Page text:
She Lived Long And Many Prospered: ‘Star Trek’ Actor Nichelle Nichols Has Passed Away
"Her light, like the ancient galaxies now being seen for the first time, will remain for us and future generations to enjoy, learn from, and draw inspiration."
Over the weekend. Star Trek actor and history maker Nichelle Nichols died at age 89.
Nichols’ son, Kyle Johnson wrote on his mother’s official site, “Last night, my mother, Nichelle Nichols, succumbed to natural causes and passed away. Her light, however, like the ancient galaxies now being seen for the first time, will remain for us and future generations to enjoy, learn from, and draw inspiration”.
The term trailblazer tends to be thrown around, often applied to those who do not deserve it. But as one of the first Black women to star in a non-stereotypical leading role on a primetime TV show, Nichols’ work was groundbreaking. In her role as Lt. Uhura in Star Trek‘s original series, and as the first African-American woman to play a lead role on television, Nichols pioneered many firsts for Black women in television. In 1968, she made history with television’s first interracial kiss between Uhura and Captain Kirk in the Star Trek episode, ‘Plato’s Stepchildren’.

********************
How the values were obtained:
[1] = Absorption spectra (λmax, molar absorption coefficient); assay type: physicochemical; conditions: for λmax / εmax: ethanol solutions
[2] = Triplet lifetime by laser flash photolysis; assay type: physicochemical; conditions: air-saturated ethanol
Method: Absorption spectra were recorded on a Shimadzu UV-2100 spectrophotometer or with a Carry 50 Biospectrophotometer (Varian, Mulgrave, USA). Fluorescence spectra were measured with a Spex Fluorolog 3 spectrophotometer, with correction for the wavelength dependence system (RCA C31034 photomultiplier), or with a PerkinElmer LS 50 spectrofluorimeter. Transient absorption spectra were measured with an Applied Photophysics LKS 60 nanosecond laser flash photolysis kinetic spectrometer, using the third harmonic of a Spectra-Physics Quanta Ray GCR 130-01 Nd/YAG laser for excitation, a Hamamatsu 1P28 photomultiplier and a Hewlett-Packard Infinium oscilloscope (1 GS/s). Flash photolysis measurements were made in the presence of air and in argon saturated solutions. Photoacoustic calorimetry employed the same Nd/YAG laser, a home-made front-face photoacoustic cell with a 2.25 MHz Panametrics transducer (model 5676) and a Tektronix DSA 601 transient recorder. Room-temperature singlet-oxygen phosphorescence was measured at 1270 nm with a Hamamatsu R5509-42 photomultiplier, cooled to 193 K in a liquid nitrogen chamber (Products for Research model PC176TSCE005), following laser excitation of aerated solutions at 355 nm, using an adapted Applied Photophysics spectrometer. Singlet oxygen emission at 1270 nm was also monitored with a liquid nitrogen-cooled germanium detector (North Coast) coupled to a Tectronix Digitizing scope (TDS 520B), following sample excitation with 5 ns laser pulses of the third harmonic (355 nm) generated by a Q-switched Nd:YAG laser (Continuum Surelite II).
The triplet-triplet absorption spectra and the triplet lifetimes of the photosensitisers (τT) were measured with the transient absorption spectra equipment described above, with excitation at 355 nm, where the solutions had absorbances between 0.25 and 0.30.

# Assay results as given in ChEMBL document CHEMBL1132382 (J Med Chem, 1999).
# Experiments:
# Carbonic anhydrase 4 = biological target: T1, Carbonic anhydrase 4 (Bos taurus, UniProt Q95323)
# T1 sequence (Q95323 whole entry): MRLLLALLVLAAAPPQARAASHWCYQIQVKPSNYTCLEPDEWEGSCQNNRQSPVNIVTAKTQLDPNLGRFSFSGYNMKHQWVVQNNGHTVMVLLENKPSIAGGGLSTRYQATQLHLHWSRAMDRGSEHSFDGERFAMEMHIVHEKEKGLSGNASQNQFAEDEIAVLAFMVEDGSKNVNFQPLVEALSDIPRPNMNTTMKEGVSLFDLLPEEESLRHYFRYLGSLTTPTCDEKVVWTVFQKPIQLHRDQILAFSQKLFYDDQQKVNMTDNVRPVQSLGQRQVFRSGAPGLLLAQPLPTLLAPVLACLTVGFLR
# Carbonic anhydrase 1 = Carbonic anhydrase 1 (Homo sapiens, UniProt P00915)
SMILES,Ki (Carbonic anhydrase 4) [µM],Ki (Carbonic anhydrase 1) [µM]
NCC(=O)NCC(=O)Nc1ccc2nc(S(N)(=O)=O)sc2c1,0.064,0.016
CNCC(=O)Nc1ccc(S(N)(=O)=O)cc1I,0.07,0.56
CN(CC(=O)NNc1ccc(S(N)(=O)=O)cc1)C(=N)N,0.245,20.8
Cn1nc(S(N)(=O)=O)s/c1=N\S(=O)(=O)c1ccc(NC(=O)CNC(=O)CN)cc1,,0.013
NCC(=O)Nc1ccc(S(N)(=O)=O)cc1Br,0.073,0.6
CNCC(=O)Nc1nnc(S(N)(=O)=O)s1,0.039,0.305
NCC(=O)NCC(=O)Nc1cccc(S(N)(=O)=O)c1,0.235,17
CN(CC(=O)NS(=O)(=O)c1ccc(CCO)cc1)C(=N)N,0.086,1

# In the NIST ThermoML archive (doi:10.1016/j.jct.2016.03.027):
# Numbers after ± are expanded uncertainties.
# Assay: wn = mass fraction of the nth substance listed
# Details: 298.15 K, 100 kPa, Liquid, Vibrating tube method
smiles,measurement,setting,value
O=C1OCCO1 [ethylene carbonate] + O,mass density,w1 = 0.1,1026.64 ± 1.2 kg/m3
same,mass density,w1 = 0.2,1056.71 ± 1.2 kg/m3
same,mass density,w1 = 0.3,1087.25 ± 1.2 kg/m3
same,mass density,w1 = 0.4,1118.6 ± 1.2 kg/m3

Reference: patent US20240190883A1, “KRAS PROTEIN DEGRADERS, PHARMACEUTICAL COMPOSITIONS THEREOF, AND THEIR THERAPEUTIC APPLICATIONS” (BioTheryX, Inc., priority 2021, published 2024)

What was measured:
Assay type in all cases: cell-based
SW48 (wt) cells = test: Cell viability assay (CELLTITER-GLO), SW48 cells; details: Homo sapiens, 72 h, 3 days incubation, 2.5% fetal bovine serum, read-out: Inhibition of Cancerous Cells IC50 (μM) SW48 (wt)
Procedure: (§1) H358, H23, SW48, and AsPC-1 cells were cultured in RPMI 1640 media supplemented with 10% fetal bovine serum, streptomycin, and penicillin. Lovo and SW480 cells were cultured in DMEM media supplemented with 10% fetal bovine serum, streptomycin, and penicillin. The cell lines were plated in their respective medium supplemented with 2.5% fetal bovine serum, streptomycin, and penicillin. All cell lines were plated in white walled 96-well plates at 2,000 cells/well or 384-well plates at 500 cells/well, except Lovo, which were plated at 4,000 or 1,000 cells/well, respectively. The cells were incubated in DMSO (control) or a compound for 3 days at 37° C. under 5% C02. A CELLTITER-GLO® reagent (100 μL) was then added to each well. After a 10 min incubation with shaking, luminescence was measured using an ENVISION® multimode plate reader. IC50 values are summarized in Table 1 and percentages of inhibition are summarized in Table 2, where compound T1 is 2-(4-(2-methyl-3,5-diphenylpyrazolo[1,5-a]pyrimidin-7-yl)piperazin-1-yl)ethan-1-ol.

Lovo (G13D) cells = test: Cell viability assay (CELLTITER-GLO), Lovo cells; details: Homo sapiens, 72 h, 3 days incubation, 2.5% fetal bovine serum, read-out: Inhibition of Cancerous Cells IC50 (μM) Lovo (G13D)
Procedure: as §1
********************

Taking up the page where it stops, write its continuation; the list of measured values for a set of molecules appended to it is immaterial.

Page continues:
A lifelong singer and dancer, Nichols almost left her role on Star Trek to pursue opportunities on Broadway. She was convinced to stay by none other than DR. Martin Luther King JR.
As she recalled in her memoir Beyond Uhura: Star Trek and Other Memories, Dr King was an ardent Trekie. When they met, Nichols told Dr King of her plans to leave. recalling his emotional response, “for the first time, we are being seen the world over as we should be seen. He says, do you understand that this is the only show that my wife Coretta and I will allow our little children to stay up and watch”.
Nichols recalled her reply, “and I said, ‘If you still want me to stay, I’ll stay. I have to’.”
Paving the way for women and POC both on and off the screen, Nichelle Nichols became a spokesperson for NASA to help recruit women and minorities in 1977. 1978’s NASA astronaut candidates were the first to include women and members of minority groups. Nichols continued to appear on both TV and stage long after her Star Trek days. Sadly, she was more recently known for the struggle against a conservatorship placed on her by her son after being diagnosed with dementia in 2018.
Her Star Trek co-star George Takei wrote on Twitter, “today, my heart is heavy, my eyes shining like the stars you now rest among, my dearest friend. We lived long and prospered together”.
Rest in power, Nichelle Nichols.